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Saturday, 1 September 2007

Are hedge funds permissible?

By Christina Gondokusumo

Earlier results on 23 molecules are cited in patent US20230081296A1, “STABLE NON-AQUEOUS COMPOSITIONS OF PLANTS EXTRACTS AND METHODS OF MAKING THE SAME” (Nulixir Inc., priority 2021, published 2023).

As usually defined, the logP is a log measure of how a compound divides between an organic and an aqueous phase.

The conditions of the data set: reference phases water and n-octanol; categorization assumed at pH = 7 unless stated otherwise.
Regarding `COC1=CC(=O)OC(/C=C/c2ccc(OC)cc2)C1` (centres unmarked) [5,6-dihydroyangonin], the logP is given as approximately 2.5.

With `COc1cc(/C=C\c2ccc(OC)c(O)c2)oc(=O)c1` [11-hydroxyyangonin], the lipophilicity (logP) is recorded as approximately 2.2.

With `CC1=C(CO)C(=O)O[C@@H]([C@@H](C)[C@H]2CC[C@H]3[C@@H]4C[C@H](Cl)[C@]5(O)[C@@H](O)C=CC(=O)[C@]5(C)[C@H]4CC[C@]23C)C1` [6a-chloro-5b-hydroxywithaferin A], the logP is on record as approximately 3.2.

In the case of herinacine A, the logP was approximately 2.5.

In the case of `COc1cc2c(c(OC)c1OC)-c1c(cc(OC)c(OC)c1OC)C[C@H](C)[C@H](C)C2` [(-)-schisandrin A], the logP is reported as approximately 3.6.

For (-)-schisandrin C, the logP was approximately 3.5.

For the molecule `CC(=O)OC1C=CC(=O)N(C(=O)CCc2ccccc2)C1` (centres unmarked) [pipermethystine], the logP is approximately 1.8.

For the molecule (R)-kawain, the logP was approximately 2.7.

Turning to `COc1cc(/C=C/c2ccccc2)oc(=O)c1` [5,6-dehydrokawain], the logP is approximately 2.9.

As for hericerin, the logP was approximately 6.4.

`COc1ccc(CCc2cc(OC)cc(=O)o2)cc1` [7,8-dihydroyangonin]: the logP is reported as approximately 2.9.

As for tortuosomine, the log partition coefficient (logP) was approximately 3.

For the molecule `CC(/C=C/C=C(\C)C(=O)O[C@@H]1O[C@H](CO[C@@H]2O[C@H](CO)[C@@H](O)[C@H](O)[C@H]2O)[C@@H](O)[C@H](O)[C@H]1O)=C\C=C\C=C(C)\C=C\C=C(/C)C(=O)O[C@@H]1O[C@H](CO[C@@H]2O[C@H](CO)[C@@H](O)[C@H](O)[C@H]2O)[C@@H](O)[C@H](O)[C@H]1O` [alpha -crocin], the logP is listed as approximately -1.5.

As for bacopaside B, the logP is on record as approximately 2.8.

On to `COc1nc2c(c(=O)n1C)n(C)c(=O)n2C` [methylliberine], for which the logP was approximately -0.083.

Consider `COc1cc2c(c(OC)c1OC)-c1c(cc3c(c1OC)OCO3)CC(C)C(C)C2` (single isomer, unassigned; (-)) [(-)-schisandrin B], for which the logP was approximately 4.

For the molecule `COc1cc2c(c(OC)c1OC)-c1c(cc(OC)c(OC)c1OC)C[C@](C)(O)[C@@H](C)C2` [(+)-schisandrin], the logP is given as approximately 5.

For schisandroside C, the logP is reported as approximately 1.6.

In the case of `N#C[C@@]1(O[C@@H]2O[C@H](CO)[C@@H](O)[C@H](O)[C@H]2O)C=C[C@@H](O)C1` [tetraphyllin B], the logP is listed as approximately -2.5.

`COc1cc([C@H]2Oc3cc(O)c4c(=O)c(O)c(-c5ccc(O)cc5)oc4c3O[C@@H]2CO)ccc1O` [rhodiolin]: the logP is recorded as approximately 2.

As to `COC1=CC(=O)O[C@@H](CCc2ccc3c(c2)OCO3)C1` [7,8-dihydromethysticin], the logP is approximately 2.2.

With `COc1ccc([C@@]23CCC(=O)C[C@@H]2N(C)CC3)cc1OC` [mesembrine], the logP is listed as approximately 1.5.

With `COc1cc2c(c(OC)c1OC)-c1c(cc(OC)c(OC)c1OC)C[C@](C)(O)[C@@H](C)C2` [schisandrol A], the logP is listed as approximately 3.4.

Brunei - There is one thing for sure, the markets are driven by fear and greed, and this is something that will outlast any of us, said a speaker during the Brunei Roundtable 2007 held recently at The Empire Hotel & Country Club. This is an oft-heard saying, and few would think twice about it. So when an Islamic banker mentioned hedge funds as part of Islamic investment products and tools, a puzzled participant asked how this works in relation to Syariah principles. The underlying motivation of Islamic investing is that it is "a mutually beneficial financial relationship that should equally reward both parties in any transaction", Wafik Grais, senior advisor of the World Bank, said at the beginning of the conference. I had been aware that Islamic institutions would only invest in Syariah- compliant instruments. And hedge funds could invite questions concerning its acceptability in Islamic investing. Many hedge funds in the last decade have collapsed and there is the familiar story of how over-leveraged speculative investments had resulted in the inability to hold investments in times of crisis, which serve as constant reminders of the consequences of irresponsible investing. In 1998, Long Term Capital Management (LTCM), founded by a group that included two Nobel price-winning economists, collapsed. It began trading in 1994 with over US$1 billion of investor capital, attracting investors with the promise of an arbitrage strategy that could take advantage of temporary changes in market behaviour. The strategy was very successful, and at the beginning of 1998, the firm had equity of US$4.72 billion and had borrowed over US$124.5 billion with assets of around US$129 billion. However, the strategy that depended heavily on the diversified nature of their bets suffered immense losses during the turbulent 1997-1998 period which included the Asian and Russian financial crises. The company, which had annual returns of almost 40 per cent up to this point, experienced a flight to liquidity. Within less than four months LTCM lost US$4.6 billion and became the most prominent example of the risk potential in the hedge fund industry. These risks are still very real today. Over the last few months, two prominent hedge funds run by US investment bank Bear Stearns collapsed after their highly leveraged positions in the US sub-prime mortgages turned against them. These put a big dent on Bear Stearn's reputation, which has been known for its expertise in the mortgage markets. In finance, as in all things in life, we have a choice. If we choose to use the financial markets wisely, they will provide liquidity and necessary facilities that go a long way in helping you and I earn an honest dollar. Otherwise, we can choose to speculate, play passing the parcel, and gamble with little regard as to whoever might end up with the exploding parcel, as long as it's someone else. The truth is, the markets are used for both purposes, and unfortunately, the sheep and wolves play the same game. It is not surprising therefore that during the conference, a participant who noticed that hedge funds were part of investment instruments offered by CIMB Islamic Bank asked Suryono Damor, the bank's director and head of asset management, and how this worked. Damor replied that hedging was not against Islamic beliefs, therefore, as long as the strategy was truly used to hedge risks, and not to make profit at the expense of others, they were acceptable. This was in line with the "mutually beneficial" and "non-exploitative" motivation of Islamic investments. The answer was simple, although in reality it would definitely be easier said than done. If any of the hedge funds that collapsed had adhered to this simple principle, they would not have suffered such massive losses. In my heart, I found myself respecting the ideals that Islamic investing strives to adhere to in the midst of the increasingly speculative and greed-driven financial markets. While I regret that I am no expert in Islamic investing, I think at the very least its motivations are sound, and can serve as an inspiration to all who seek an alternative to the fear and greed-driven markets. I sincerely hope that there will be a growth in such responsible investments, and that more and more will be committed to be socially and ethically responsible investors. The views expressed in this article are those of the author and do not represent the views of this news organisation.-- (Courtesy of The Brunei Times, 1 Sep 07)

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